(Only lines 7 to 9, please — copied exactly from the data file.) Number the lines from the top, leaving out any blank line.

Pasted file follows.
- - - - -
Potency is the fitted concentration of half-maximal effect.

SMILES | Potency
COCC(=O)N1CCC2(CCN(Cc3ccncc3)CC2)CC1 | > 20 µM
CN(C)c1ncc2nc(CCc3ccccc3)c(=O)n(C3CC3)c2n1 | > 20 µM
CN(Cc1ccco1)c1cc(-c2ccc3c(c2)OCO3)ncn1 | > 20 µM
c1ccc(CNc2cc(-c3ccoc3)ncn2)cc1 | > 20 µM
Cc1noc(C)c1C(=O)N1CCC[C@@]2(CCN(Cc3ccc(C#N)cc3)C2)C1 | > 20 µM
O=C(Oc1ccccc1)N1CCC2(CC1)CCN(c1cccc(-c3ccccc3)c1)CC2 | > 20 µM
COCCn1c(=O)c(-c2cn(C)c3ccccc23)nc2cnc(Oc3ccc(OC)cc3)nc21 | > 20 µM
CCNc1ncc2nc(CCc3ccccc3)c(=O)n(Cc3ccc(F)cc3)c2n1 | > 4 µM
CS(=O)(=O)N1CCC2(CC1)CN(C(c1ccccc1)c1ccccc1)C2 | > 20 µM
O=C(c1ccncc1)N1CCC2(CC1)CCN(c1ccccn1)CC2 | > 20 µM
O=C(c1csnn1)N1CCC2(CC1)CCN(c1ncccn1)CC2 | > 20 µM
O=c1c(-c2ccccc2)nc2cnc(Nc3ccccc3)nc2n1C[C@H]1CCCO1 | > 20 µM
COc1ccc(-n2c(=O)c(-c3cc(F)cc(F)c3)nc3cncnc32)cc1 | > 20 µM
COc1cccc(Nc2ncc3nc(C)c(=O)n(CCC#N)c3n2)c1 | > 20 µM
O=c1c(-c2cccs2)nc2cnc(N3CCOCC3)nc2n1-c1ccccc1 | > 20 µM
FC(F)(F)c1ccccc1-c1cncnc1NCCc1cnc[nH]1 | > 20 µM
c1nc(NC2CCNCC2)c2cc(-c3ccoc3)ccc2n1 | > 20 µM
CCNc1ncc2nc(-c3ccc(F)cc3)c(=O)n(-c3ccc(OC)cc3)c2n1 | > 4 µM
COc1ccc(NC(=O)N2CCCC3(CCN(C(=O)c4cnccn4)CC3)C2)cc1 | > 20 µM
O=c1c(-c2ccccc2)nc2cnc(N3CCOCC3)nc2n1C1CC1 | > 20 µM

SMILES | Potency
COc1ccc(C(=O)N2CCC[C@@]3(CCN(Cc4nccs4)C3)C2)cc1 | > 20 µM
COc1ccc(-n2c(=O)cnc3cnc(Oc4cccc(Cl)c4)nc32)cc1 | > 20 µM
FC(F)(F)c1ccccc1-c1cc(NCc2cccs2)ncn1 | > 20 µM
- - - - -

Cc1noc(C)c1C(=O)N1CCC[C@@]2(CCN(Cc3ccc(C#N)cc3)C2)C1 | > 20 µM
O=C(Oc1ccccc1)N1CCC2(CC1)CCN(c1cccc(-c3ccccc3)c1)CC2 | > 20 µM
COCCn1c(=O)c(-c2cn(C)c3ccccc23)nc2cnc(Oc3ccc(OC)cc3)nc21 | > 20 µM